2

Is it possibile to reproduce this pattern using tikz? enter image description here

5
  • 1
    Yes, it is possible.
    – MS-SPO
    Commented Aug 20, 2022 at 8:32
  • Do you really need a hammersledge like tikz for a coloured rectangle? A simple coloured \rule{width}{height} will do.
    – Bernard
    Commented Aug 20, 2022 at 8:34
  • @Bernard it is a repeated circle segment pattern not a solid fill Commented Aug 20, 2022 at 8:35
  • @DavidCarlisle: unfortunately, this cannot be seen on my screen.
    – Bernard
    Commented Aug 20, 2022 at 8:40
  • It's possible, for example by creating a pic of concentric circles and use nested foreach loops into a clip. What did you try already?
    – SebGlav
    Commented Aug 20, 2022 at 8:44

3 Answers 3

11

Here is one of the approaches using a couple of foreach loops

\documentclass{article}
\usepackage{tikz}

\colorlet{darkBrown}{black!90!brown}
\pagecolor{darkBrown}

\begin{document}

\begin{tikzpicture}[transform canvas={shift={(-7,5)}}]
\foreach \j [evaluate={\p=mod(\j,2)}] in {1,...,30}{
    \foreach \i in {1,...,6}{
        \foreach \s in {1,...,8}{
            \path[fill=darkBrown!70!gray,preaction={draw=darkBrown,line width=5pt}] (4.2*\i-2*\p,-\j) circle (2.25-\s*0.25);
        }
    }
}
\end{tikzpicture}

\end{document}

enter image description here

2
  • Could you explain why do you need transform canvas here?
    – Black Mild
    Commented Sep 29, 2022 at 16:17
  • @BlackMild only to cover the whole page. You can remove this option and you will see how the whole composition is offset.
    – antshar
    Commented Sep 29, 2022 at 23:07
6

A very raw solution, which doesn't allow easy customization but to give you an idea of what is possible. Different enough from previous answer to let you see another approach:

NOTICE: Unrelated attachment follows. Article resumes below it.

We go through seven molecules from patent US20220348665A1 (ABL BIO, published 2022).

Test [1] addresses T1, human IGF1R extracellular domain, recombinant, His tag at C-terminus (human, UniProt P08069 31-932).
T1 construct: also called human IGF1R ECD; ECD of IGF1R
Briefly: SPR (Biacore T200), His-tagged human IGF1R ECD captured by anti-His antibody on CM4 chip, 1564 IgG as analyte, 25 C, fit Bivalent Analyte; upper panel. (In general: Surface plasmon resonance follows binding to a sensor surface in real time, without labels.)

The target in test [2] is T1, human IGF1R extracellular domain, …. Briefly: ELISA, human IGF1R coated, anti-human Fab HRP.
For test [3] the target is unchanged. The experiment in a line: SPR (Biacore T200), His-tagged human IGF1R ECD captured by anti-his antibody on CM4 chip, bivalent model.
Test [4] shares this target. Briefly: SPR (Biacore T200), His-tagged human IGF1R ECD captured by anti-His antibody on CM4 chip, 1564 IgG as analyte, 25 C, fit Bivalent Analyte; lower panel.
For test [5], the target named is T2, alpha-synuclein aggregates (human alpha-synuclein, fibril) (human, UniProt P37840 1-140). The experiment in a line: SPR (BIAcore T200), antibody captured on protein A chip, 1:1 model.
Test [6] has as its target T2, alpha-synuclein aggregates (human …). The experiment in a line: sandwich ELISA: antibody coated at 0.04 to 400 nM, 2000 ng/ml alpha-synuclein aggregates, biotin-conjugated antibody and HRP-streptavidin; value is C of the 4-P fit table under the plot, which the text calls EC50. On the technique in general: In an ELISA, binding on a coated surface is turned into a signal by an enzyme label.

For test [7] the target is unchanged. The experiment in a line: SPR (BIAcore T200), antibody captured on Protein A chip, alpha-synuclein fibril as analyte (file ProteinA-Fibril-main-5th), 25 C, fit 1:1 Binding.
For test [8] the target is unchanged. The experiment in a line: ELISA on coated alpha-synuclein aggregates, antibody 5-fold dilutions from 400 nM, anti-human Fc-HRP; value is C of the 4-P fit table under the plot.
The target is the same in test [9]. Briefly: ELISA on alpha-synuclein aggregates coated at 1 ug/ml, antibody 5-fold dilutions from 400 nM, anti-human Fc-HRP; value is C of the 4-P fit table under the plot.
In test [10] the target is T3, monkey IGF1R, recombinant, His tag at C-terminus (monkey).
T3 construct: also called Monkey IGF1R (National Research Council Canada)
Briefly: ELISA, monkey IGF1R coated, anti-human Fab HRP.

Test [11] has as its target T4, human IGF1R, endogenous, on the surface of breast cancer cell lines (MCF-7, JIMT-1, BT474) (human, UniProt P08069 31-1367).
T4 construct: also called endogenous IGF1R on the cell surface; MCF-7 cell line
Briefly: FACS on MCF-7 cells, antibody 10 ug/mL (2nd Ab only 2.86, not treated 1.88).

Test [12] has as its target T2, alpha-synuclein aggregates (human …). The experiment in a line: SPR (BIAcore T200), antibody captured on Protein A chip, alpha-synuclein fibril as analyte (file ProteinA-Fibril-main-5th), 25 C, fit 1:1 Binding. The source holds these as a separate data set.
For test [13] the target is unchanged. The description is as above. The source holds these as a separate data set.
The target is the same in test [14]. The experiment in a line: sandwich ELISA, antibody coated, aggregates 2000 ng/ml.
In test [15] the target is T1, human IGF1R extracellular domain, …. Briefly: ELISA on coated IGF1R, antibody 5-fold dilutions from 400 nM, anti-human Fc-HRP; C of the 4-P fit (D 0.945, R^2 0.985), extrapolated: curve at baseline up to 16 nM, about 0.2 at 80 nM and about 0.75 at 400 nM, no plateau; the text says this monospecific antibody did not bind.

japanese pattern

\documentclass{article}
\usepackage{tikz}

\newcommand{\mypattern}%
    {
    \fill[orange]circle(1);
    \foreach \i in {0.125,0.25,...,1}
        {
        \draw[purple,line width=2pt] (0,0) circle(\i);
        }
    }
\begin{document}
    \begin{tikzpicture}
        \clip (0,0) rectangle (8,-6);
        \foreach \k in {0,1,...,14}
            {
            \pgfmathtruncatemacro{\xs}{(-1)^\k}
            \begin{scope}[yshift=-0.5*\k cm, xshift=0.5*\xs cm]         
                \foreach \j in {0,1,...,4}
                    {
                    \begin{scope}[xshift=2*\j cm]
                        \mypattern
                    \end{scope}     
                    }
            \end{scope}
            }
    \end{tikzpicture}
\end{document}
3

Let me translate TikZ answer of @SebGlav to Asymptote.

enter image description here

// an user-defined pattern
// Run on http://asymptote.ualberta.ca/
// translation from SebGlav
// https://tex.stackexchange.com/a/654632/140722
unitsize(1cm);
size(10cm);
pen penfill=brown;
pen pendraw=lightblue;

picture mypattern(){
picture pic;  
fill(pic,unitcircle,penfill);
for(int i=0; i<8; ++i) 
  draw(pic,circle((0,0),.125i),pendraw+2pt);
return pic;}

for(int k=0; k<16; ++k)
for(int j=0; j<5;  ++j){
int xs=(-1)^k;
transform t=shift(.5xs+2j,-.5k);
add(t*mypattern());  
}
clip(box((0,0),(8,-5)));
 
shipout(bbox(5mm,invisible));

A shorter code:

enter image description here

size(10cm);
picture mypattern(){
picture pic;  
fill(pic,unitcircle,gray);
for(int i=0; i<8; ++i) 
draw(pic,circle((0,0),.125i),yellow+2pt);
return pic;}

for(int k=0; k<16; ++k)
for(int j=0; j<5;  ++j)
add(shift(.5(-1)^k+2j,-.5k)*mypattern());  

clip(box((0,0),(8,-5)));

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